IDEO and Ix Innovation Design

Ionescu_Arna_217pxNext week Matthew will be in a workshop with the folks from design firm IDEO and our friends from the Ix Center. In preparation we’re posting this article from IDEO’s Arna Ionescu who was at the recent joint Health 2.0 Meets Ix Conference on a panel moderated by the Center for Information Therapy’s President Josh Seidman. And if that wasn’t all incestuous enough, this post was originally on Josh’s blog over at Ix.

Thank you to those of you who participated in our interactive webinar last Tuesday. During the webinar we used IDEO’s design approach to tackle the challenge of providing effective Information Therapy (Ix) to a fictional character named Vernon, who has minimal resources and was  recently diagnosed with high blood pressure.

To inspire solutions for this challenge, members of the IxAction
Alliance submitted images of unexpected learning moments in their daily
lives. These images spanned from public service billboards to Snapple
caps and restaurant placemats. In advance of the webinar, the IDEO team
synthesized the images into brainstorm questions.

The webinar attendees voted and selected the brainstorm question,
“How Might We leverage curiosity to prompt Vernon to engage with Ix?”
Following IDEO’s brainstorm rules attendees submitted ideas using the webinar software.

More than 30 ideas were generated in the ten minute brainstorm, and
a second vote allowed the attendees to select which idea to pursue
further. Attendees selected the “High Blood Pressure Club.” We
discussed “$10, 10 minute prototypes” – an approach that allows us to
try out fast and cheap experiments to gain insight before costly design
and implementation efforts.

Two members of the Alliance community volunteered to explore the
High Blood Pressure Club further. In subsequent discussions, we refined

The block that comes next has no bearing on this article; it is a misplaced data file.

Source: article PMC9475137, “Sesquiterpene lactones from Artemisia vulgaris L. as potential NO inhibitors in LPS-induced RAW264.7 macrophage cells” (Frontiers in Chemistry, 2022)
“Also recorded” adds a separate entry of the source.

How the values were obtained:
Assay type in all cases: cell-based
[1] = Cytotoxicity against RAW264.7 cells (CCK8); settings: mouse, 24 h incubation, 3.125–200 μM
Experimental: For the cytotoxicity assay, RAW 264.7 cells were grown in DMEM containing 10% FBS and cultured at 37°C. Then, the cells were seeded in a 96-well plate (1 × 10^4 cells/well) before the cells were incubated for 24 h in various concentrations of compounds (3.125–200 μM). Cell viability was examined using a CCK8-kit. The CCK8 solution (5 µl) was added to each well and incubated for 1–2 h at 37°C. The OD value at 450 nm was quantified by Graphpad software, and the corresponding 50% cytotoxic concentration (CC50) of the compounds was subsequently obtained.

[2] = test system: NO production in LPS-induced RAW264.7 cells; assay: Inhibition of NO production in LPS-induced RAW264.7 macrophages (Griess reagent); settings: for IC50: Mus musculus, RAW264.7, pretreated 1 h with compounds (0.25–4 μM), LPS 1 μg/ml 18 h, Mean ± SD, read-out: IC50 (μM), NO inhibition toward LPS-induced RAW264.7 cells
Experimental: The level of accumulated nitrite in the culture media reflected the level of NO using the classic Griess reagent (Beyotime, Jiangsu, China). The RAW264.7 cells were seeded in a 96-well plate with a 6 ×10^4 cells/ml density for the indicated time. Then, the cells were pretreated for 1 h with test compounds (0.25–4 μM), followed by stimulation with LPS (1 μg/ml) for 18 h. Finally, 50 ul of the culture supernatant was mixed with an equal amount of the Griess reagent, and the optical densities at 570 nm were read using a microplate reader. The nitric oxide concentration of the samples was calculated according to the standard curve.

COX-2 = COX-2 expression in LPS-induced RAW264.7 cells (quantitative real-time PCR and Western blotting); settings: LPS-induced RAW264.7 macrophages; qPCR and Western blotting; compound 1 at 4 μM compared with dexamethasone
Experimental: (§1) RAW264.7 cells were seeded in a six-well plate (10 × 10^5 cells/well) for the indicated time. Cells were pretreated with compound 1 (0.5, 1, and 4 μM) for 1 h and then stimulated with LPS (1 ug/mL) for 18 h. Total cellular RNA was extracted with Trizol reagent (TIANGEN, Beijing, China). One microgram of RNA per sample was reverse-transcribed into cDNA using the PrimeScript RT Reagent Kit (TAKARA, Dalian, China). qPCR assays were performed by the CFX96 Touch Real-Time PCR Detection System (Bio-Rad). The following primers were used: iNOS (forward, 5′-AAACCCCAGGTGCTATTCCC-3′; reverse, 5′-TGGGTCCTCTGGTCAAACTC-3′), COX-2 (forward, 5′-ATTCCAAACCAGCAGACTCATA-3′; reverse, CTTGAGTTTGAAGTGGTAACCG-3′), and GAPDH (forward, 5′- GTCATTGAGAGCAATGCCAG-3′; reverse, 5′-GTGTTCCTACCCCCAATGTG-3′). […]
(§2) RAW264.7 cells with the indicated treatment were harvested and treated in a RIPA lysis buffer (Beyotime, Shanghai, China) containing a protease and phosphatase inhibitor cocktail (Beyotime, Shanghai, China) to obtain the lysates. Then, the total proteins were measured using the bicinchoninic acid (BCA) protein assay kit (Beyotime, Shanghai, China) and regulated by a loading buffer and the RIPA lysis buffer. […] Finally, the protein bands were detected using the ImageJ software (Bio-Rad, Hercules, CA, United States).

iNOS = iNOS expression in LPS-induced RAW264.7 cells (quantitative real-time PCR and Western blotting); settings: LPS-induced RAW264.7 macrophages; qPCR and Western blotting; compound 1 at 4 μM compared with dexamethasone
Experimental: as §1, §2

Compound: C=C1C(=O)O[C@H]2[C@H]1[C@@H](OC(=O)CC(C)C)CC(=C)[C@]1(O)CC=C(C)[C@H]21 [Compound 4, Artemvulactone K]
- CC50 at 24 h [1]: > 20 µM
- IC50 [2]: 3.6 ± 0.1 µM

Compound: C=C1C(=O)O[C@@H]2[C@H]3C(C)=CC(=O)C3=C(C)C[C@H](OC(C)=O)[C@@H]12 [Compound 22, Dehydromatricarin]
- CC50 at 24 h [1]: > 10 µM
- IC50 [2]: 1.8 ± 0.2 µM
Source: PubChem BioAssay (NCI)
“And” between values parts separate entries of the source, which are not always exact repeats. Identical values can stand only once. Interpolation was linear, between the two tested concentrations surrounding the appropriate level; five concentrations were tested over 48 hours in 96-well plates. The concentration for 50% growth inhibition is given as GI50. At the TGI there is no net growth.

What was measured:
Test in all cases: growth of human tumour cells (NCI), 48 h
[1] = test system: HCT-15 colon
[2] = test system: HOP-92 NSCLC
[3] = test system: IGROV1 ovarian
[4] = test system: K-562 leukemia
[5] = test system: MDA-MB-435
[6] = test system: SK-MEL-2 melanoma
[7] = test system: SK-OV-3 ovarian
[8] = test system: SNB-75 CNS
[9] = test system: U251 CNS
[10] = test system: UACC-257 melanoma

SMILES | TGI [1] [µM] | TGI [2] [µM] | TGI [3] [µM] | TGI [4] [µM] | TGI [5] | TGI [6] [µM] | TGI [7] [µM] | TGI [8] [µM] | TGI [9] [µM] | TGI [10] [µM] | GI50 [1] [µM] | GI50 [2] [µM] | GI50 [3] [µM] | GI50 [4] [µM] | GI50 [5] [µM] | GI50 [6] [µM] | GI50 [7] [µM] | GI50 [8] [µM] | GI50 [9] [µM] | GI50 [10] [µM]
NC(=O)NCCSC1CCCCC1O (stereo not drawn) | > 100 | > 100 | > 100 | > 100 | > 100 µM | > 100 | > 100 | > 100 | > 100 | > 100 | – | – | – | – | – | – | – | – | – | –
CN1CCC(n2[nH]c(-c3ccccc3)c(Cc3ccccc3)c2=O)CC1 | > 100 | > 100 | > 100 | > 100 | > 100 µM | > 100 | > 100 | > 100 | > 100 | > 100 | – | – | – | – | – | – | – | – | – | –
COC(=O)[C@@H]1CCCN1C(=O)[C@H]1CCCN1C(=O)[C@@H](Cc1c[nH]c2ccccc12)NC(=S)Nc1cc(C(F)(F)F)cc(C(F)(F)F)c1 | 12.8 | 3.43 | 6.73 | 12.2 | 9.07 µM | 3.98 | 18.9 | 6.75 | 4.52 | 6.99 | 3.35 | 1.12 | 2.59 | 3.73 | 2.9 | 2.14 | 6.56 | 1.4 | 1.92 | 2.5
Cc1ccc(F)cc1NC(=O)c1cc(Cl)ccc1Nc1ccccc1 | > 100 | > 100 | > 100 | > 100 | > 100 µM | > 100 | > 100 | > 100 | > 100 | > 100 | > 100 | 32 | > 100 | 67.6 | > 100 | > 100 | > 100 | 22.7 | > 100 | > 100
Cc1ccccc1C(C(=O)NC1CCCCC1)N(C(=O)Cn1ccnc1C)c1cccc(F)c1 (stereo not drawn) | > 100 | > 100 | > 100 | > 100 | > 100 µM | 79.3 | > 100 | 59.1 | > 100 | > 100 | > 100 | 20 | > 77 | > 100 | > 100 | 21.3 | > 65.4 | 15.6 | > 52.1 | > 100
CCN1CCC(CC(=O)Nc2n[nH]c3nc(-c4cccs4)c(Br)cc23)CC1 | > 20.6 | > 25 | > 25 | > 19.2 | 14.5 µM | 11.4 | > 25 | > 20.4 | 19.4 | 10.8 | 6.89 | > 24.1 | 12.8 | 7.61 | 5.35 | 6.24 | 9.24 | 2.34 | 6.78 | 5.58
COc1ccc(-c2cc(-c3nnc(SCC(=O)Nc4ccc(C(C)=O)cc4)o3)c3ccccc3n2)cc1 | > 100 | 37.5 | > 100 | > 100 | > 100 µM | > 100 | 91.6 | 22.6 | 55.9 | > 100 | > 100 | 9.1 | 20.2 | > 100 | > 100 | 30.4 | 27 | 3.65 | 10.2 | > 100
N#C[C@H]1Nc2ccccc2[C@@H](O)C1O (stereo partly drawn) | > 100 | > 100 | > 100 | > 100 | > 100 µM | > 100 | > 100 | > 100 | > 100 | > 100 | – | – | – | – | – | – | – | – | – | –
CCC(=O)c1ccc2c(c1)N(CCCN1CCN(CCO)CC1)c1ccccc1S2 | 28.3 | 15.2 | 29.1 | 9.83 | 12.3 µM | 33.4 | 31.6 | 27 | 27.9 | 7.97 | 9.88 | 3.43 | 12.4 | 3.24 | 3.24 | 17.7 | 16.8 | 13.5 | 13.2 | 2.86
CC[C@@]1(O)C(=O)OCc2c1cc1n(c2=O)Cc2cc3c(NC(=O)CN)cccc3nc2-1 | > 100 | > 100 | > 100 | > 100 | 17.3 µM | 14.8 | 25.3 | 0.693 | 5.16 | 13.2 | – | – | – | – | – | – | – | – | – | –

the idea to an online forum that people join when diagnosed with high
blood pressure. We hypothesized that members would compete to reach
emeritus status. We further hypothesized that people might feel more
supported if they were paired with a buddy in the club, making the
competition a team sport.

As we refined the idea, a number of questions came up, including:
How do we reward people? Is emeritus status enough of a motivation to
participate actively? Should buddy pairs be random or selected by club
members? What’s the best recruiting mechanism for new members?

We decided to explore our questions around emeritus status using a
$10, 10 minute prototype. Because feedback in healthcare takes a long
time, we identified an analogous context in which to run the test.
Instead of focusing on lowering blood pressure, we would focus on
lowering gas usage when driving.

Next week we will start a two-week experiment about our “Gas Guzzler
Club.” Three participants will measure a week-long baseline of their
gas usage. At the beginning of the second week, we will “induct” our
participants into the Gas Guzzler Club, letting them know they can
achieve emeritus status, and provide a short tutorial on how to use
less gas. Additionally, we will send daily tips in a medium of their
choice (text, email, or voice). At the end of the second week the most
successful participant will be granted emeritus status. We will then
interview each participant about their experience to gain insight into
how well we motivated them.

This plan will take relatively little effort yet should reveal a lot
well before we invest significant time and money.

Arna Ionescu is Domain Director, Connected Health for the design firm IDEO

3 replies »

  1. It was fun participating in the brainstorming session. re. the reward for achieving emeritus status – achieving the status may be reward enough. I’ve been reading “Spent” by Geoffrey Miller and thinking about how, from a health behavior change perspective, to tap into human behaviors associated with status displays.